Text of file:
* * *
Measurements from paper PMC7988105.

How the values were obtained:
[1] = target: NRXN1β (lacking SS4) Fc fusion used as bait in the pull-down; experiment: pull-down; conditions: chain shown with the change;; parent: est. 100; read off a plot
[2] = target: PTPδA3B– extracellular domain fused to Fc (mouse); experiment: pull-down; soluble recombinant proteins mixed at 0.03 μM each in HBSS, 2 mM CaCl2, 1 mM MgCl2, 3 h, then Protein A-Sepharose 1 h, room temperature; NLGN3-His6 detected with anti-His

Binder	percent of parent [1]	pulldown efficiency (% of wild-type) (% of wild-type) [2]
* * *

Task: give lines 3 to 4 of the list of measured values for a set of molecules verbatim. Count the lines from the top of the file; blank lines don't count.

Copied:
[1] = target: NRXN1β (lacking SS4) Fc fusion used as bait in the pull-down; experiment: pull-down; conditions: chain shown with the change;; parent: est. 100; read off a plot
[2] = target: PTPδA3B– extracellular domain fused to Fc (mouse); experiment: pull-down; soluble recombinant proteins mixed at 0.03 μM each in HBSS, 2 mM CaCl2, 1 mM MgCl2, 3 h, then Protein A-Sepharose 1 h, room temperature; NLGN3-His6 detected with anti-His